4. When anything of that external worship, which is due to the true God, is given to any other; even though it be with a purpose not to shut him out altogether from his due, yet, when it is in part given to any other thing, as to the cross, saints, images, etc, it is called worshipping of them. See Ex. 32, compared with Psa. 106:19-20. There they worshipped the images of gold and silver, etc; yea (Psa. 106:37), devils, though they intended to worship God in these images.

5. When anything of this worship, due to God, is given to servants or means, as if something adorable and to be worshipped were in them, although they be not accounted God himself. Thus Cornelius sinned in worshipping Peter (Acts 10:25-26), when he knew he was not God; and Peter rejected it on this ground, that he was a man, and not God; and that therefore it was due to none but God. Which reason rakes off all that can be said by men for palliating this kind of idolatry. Thus the scope of the command, and the reason and ground of worship being considered, it is evident that all these are idolatry.

II. We would now further consider, first, the positive part of this command; and next, what is forbidden in it.

And, first, For the positive part of this command, we conceive it reaches, 1. To all external ordinances, such as doctrine, worship, government, and discipline: We are here enjoined to keep all these pure, according to his word. Thus any error breaks this command, when it is vented and made public, as secret errors break the first.

2. It reaches to all external obedience, such as, receiving the truths of God, submitting to the government and discipline of his house, entering therein as Church-members, often hearing the word, not only on the sabbath, which is required in the fourth command, but at all occasions, when God shall give the opportunity, it being a special part of his worship; right using of the sacraments, and worthy receiving of them; praying externally, internal prayer being required in the first command; outward confession of sin, when called for; confession of the truth in times of trial, etc. And this obedience is to be extended to extraordinary duties, as well as ordinary; as vowing, swearing, fasting, etc. when they shall be required in providence; external covenanting with God, an ordinance necessary for keeping pure public service, etc. Also it is to be extended to secret duties, and to provide duties in families, and Christian fellowship, as well as to public, and to diligence in them all.

3. It reaches to the right manner of doing duties; especially it requires it, (1) That they be not done in hypocrisy, for God will not be so worshipped in any duty. (2) That all our worship and duties be directed to God in and through the Mediator; and that none come to God but by him, who is the appointed High Priest. (3) That all our obedience and service be spiritual.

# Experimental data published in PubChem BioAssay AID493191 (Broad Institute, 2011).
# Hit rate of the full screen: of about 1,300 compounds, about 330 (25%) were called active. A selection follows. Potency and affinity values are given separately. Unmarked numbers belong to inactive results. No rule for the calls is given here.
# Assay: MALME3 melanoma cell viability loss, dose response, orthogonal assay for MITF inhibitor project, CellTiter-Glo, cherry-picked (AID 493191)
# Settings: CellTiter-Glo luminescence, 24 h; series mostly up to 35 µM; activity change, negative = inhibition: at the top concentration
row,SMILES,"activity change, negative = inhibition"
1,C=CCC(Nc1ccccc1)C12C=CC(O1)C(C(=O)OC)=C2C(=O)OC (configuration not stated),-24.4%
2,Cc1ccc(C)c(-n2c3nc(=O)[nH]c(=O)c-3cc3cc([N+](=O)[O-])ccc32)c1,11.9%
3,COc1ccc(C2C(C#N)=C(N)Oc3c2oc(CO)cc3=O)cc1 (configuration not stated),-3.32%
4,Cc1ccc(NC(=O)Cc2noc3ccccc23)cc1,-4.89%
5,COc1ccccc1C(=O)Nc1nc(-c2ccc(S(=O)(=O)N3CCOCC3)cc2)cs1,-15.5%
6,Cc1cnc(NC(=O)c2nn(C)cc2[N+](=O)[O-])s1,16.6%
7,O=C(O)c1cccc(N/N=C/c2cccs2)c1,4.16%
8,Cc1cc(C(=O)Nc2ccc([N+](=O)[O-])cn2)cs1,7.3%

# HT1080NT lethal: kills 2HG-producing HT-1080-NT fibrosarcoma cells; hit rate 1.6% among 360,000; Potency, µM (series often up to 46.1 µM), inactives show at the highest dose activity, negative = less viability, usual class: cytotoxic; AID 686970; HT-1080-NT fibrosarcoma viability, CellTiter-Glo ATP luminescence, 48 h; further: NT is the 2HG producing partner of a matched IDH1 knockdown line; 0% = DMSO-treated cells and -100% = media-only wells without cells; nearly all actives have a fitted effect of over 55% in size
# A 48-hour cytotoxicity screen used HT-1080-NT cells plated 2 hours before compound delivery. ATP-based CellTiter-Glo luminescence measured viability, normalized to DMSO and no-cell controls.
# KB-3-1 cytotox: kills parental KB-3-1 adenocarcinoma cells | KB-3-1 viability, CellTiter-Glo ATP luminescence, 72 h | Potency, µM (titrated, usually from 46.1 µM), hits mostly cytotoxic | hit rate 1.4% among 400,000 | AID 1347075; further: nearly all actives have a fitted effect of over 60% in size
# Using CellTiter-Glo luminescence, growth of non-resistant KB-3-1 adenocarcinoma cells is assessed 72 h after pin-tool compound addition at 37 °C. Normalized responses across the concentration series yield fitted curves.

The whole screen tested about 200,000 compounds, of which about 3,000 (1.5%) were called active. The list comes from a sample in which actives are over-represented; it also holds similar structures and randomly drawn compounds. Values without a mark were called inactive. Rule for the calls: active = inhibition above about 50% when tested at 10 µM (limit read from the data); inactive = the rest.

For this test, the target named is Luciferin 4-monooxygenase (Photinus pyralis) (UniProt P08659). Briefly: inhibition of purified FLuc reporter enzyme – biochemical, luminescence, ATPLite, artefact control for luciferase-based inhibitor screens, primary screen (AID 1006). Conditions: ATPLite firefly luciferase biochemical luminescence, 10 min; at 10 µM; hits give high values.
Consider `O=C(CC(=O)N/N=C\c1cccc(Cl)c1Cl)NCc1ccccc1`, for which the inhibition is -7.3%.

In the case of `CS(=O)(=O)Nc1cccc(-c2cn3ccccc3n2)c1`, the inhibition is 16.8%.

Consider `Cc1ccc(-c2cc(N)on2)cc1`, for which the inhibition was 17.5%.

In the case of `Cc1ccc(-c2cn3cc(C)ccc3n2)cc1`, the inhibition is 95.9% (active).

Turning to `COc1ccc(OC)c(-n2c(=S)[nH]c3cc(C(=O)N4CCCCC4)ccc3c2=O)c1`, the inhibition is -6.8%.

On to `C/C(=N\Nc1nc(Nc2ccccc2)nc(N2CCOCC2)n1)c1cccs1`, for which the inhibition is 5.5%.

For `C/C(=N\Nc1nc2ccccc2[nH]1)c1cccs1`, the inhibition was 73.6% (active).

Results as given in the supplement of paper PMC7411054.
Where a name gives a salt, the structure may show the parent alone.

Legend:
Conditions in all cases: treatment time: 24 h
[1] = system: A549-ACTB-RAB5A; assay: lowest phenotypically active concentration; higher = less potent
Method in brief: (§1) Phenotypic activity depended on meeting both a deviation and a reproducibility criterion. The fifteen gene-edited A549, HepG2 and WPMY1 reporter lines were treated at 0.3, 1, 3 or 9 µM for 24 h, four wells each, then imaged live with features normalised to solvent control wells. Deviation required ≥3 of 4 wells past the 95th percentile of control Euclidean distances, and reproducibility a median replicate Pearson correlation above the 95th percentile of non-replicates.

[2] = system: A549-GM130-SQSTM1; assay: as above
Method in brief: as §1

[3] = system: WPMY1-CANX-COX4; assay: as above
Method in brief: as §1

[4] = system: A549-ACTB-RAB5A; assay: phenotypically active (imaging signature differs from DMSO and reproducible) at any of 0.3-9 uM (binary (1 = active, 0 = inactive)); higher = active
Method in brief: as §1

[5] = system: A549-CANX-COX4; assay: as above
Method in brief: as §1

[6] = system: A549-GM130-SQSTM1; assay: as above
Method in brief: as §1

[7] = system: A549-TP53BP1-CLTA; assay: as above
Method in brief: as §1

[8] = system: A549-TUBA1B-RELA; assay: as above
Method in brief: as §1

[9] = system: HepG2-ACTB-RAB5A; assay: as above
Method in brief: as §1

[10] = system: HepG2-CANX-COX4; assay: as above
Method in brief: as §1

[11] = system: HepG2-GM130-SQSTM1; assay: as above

4. It takes in all external gestures, and outward reverence in praying and hearing, etc, as that the eye be fixed, and the carriage not light, but decent; that there be no laughing; that the looks be stayed and grave; these in a special manner, in worship, are to be looked unto.

5. It requires every means that may further God’s public service; as educating and training up men for the ministry, entertaining them, providing places and accommodations for public worship, and everything of that kind without which the external worship of God cannot be performed.

6. It requires the removing of all lets [hindrances] and impediments of God’s worship, or whatever is contrary thereto, according to our places and stations; such as heresies and heretics, by condign [appropriate] censuring of them; removing all idolatrous worship, and whatever may be occasions of it, or whatever has been, or may be abused to it; purging the house of God from corrupt and insufficient ministers and corrupt members.

But let us see, in the next place, what is forbidden in this command, and how it is broken.

In the first command, what immediately reflects upon God himself is forbidden; here, what immediately reflects on his ordinances and appointments, contradicting them, and him in them, is discharged. There is none of the commands more frequently broken, and yet men most readily think themselves free of the breach thereof; and therefore you should consider that it is broken:

1. In doctrine, or doctrinally. 2. In practice. 3. In both, when the doctrines vented and published against truth, have external practices following on them, as that doctrine of image-worship has, which we have spoken to already, and is the gross breach of this command; and the Lord instances it as being the greatest, because, where this is, all sorts of idolatry are. For it supposes idolatry against the first command, and that some esteem and weight is laid upon that creature we worship, beyond what is its due; as if there were in it some divine or ability to help, whereby it is thought worthy of such honor; whereupon follows that external worship which is given to it upon that account. And so, because saints are thought able to hear and help, men pray to them; and, because the cross is thought holy, men worship it, etc. And as this idolatry is manifold among the Papists, so it is palpable when prayer is made to saints, relics, bread, the cross, images, etc.